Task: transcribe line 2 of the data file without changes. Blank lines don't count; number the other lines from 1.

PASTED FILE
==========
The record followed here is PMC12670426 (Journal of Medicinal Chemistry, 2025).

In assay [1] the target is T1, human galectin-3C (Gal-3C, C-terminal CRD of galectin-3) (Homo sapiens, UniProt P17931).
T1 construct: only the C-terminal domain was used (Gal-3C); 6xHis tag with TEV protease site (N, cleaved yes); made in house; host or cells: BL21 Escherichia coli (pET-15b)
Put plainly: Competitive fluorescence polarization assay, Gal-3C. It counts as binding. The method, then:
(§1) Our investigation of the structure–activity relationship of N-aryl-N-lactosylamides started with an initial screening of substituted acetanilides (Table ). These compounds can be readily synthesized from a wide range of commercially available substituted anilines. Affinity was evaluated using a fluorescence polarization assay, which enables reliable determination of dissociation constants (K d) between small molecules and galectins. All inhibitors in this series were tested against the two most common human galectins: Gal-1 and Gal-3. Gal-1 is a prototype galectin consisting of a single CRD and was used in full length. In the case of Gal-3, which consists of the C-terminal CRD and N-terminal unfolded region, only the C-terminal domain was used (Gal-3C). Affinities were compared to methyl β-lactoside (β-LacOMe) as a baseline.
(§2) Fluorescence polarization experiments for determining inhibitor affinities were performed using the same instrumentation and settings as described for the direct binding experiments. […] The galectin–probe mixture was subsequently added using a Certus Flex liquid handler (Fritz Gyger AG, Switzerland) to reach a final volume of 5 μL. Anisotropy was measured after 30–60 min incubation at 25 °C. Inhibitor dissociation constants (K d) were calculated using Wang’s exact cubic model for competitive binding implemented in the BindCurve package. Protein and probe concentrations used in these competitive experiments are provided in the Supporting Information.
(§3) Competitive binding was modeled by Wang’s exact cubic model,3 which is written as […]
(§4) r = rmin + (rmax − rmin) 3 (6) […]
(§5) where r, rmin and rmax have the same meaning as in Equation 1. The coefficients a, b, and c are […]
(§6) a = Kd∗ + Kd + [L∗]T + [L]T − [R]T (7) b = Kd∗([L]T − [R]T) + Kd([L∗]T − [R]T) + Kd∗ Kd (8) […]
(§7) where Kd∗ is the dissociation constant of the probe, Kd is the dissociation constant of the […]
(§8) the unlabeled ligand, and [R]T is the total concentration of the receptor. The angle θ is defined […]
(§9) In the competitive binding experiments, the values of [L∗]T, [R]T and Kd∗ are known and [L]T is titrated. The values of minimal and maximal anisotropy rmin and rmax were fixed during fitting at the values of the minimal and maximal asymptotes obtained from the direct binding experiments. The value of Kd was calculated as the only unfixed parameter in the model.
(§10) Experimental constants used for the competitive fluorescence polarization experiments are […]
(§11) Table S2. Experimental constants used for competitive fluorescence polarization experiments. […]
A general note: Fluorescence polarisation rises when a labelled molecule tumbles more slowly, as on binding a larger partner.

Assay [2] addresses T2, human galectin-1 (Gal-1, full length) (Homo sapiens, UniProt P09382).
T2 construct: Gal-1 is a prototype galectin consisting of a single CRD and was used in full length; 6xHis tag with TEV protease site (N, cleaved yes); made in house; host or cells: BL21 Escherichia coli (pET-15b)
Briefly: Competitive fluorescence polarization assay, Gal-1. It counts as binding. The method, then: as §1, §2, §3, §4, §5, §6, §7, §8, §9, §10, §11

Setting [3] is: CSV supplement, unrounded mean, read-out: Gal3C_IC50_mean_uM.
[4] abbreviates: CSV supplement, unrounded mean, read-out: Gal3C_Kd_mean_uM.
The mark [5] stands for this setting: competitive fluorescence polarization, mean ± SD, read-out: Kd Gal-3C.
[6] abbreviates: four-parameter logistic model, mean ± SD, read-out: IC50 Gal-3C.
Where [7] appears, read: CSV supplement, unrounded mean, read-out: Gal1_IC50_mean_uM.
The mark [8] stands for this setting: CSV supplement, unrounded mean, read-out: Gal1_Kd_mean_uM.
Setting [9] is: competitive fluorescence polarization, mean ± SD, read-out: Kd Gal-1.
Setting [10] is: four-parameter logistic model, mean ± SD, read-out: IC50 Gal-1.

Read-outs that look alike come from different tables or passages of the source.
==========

In assay [1] the target is T1, human galectin-3C (Gal-3C, C-terminal CRD of galectin-3) (Homo sapiens, UniProt P17931).